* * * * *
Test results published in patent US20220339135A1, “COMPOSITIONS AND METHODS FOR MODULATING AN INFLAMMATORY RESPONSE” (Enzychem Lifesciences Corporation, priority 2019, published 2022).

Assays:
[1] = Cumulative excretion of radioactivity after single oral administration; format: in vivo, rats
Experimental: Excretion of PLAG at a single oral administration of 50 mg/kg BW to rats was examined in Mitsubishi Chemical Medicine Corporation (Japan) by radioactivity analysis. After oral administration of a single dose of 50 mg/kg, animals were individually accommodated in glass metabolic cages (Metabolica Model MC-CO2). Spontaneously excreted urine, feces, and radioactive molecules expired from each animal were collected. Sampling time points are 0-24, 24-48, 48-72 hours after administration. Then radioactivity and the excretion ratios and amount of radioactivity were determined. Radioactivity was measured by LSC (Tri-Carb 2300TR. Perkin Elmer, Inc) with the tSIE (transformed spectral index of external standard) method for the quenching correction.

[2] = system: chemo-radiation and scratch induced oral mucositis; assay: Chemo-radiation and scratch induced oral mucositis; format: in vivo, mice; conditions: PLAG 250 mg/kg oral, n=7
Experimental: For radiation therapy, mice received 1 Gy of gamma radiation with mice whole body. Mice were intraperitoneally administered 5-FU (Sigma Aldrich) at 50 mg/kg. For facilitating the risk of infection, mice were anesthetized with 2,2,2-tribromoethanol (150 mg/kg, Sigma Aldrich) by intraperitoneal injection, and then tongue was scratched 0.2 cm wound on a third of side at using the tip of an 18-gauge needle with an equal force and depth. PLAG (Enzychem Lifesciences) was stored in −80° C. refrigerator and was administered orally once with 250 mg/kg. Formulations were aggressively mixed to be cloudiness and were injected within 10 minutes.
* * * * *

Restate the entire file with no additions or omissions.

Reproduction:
Test results published in patent US20220339135A1, “COMPOSITIONS AND METHODS FOR MODULATING AN INFLAMMATORY RESPONSE” (Enzychem Lifesciences Corporation, priority 2019, published 2022).

Assays:
[1] = Cumulative excretion of radioactivity after single oral administration; format: in vivo, rats
Experimental: Excretion of PLAG at a single oral administration of 50 mg/kg BW to rats was examined in Mitsubishi Chemical Medicine Corporation (Japan) by radioactivity analysis. After oral administration of a single dose of 50 mg/kg, animals were individually accommodated in glass metabolic cages (Metabolica Model MC-CO2). Spontaneously excreted urine, feces, and radioactive molecules expired from each animal were collected. Sampling time points are 0-24, 24-48, 48-72 hours after administration. Then radioactivity and the excretion ratios and amount of radioactivity were determined. Radioactivity was measured by LSC (Tri-Carb 2300TR. Perkin Elmer, Inc) with the tSIE (transformed spectral index of external standard) method for the quenching correction.

[2] = system: chemo-radiation and scratch induced oral mucositis; assay: Chemo-radiation and scratch induced oral mucositis; format: in vivo, mice; conditions: PLAG 250 mg/kg oral, n=7
Experimental: For radiation therapy, mice received 1 Gy of gamma radiation with mice whole body. Mice were intraperitoneally administered 5-FU (Sigma Aldrich) at 50 mg/kg. For facilitating the risk of infection, mice were anesthetized with 2,2,2-tribromoethanol (150 mg/kg, Sigma Aldrich) by intraperitoneal injection, and then tongue was scratched 0.2 cm wound on a third of side at using the tip of an 18-gauge needle with an equal force and depth. PLAG (Enzychem Lifesciences) was stored in −80° C. refrigerator and was administered orally once with 250 mg/kg. Formulations were aggressively mixed to be cloudiness and were injected within 10 minutes.